200718 Sep Liquid faux columns with background-size

14 Feb

Until the Advanced Layout and Grid Layout modules are implemented, we have to get by with the existing tricks of the trade. One of those is the use of faux columns, a background image which simulates equal-height columns. This is a good technique, but the drawback is that it only works with fixed-width columns.

That problem was overcome with the advent of liquid faux columns, which uses some background-position trickery and a bit of maths to create a variable-width effect.

With the (tentative) introduction of background-size in Safari and Opera, however, faux columns are about to become a lot easier; all you need to do is create a background image and assign a percentage value to background-size, allowing the image to expand or contract with its containing box.

Take a look at this example (only tested in Safari 3 and Opera 9.5; may work in Konqueror 3.5.7 also). If you resize your browser window, the text and columns should maintain their proportions.

The way this is done is with a simple PNG image; I’ve made it 1000px wide, with two coloured columns of 250px each, so that it’s easier to calculate column widths (25%,50%,25%).

I’ve set this as the background-image on the html element, which has been assigned a width of 90%. Inside this there is a container div with a width of 100%, and my three columns with the widths set at the same ratio as the background image:

<div id="container">
	<div id="one">
	</div>
	<div id="two">
	</div>
	<div id="tre">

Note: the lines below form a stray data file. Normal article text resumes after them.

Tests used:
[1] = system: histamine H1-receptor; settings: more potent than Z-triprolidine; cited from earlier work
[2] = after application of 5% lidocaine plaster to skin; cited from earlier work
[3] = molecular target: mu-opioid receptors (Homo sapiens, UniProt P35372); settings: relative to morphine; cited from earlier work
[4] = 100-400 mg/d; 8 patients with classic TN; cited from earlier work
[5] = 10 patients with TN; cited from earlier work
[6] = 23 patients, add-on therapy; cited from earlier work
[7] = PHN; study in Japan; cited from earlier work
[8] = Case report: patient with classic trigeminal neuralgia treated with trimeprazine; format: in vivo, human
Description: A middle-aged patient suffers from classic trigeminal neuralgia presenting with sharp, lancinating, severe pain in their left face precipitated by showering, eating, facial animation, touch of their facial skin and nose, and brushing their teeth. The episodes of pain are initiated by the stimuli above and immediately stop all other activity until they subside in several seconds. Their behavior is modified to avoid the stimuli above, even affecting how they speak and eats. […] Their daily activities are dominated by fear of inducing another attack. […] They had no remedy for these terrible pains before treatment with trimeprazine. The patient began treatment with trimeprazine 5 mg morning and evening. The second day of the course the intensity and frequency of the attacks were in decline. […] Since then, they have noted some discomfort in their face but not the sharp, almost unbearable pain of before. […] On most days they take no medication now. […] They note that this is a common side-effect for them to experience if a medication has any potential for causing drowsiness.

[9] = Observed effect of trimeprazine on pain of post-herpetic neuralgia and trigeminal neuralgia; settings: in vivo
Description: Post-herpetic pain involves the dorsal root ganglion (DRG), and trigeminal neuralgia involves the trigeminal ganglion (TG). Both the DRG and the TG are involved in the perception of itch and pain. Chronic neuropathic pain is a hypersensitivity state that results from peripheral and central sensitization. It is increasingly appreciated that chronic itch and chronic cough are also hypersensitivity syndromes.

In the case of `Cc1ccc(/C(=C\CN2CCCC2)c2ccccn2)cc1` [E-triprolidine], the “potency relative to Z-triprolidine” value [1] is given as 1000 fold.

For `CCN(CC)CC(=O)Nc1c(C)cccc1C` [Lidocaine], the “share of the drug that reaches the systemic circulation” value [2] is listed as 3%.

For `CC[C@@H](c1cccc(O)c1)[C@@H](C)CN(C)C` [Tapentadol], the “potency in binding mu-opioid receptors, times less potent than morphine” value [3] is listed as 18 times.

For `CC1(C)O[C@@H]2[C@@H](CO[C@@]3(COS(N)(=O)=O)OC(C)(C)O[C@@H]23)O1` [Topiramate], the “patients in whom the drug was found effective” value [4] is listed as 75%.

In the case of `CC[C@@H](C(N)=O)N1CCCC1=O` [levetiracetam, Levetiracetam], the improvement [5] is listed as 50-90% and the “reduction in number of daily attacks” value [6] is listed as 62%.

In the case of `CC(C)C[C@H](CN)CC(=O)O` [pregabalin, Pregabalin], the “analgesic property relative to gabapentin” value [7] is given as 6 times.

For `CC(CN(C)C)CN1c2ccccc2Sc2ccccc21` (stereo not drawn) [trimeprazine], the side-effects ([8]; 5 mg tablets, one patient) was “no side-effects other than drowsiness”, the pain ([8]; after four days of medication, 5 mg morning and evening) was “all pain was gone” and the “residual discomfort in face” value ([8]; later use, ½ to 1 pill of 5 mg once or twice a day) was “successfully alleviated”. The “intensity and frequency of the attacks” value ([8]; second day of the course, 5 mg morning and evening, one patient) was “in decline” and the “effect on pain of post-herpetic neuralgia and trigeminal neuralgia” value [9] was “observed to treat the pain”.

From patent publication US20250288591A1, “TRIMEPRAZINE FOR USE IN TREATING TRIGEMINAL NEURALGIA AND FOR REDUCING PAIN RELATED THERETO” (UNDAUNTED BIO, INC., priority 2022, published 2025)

</div>
</div>

#container {
position: relative;
width: 100%;
}
#one {
margin: 0 25%;
}
#two, #tre {
position: absolute;
top: 0;
width: 25%;
}
#two { left: 0; }
#tre { right: 0; }

The html element has the background-size declaration applied to it, with a percentage value to make it liquid, using the browser-specific prefixes followed by the proposed declaration (for safety):

html {
background-image: url('opera_bg.png');
-khtml-background-size: 100%;
-o-background-size: 100%;
-webkit-background-size: 90%;
background-size: 100%;
background-position: 50% 0;
background-repeat: repeat-y;
width: 90%;

You’ll notice that the Webkit value is different from the others; during this test, it seems that Webkit obtains its width from the entire browser window, not from the containing element; therefore, we have to set this value to be equal to the width of the containing element. I haven’t tested this thoroughly yet, so I’m not sure if this is a persistent bug or if there’s something I’m doing wrong. Anyway, Opera 9.5 behaves as expected.

After that I’ve added the background-position and background-repeat declarations; background-repeat to tile the image down the page, and background-position because Webkit seems to ignore the margin values and puts the image at top left of the browser window; this is only necessary if you’re centre-aligning your page.

Apart from a little tidying up, that’s it; once the module becomes a recommendation and the browser-specific prefixes are dropped, it will require only a few lines of code for the simple effect. In the meantime, remember that this is for experimentation purposes only and shouldn’t be used in a live environment. This is just a sketch of the technique at the moment, and requires more testing.

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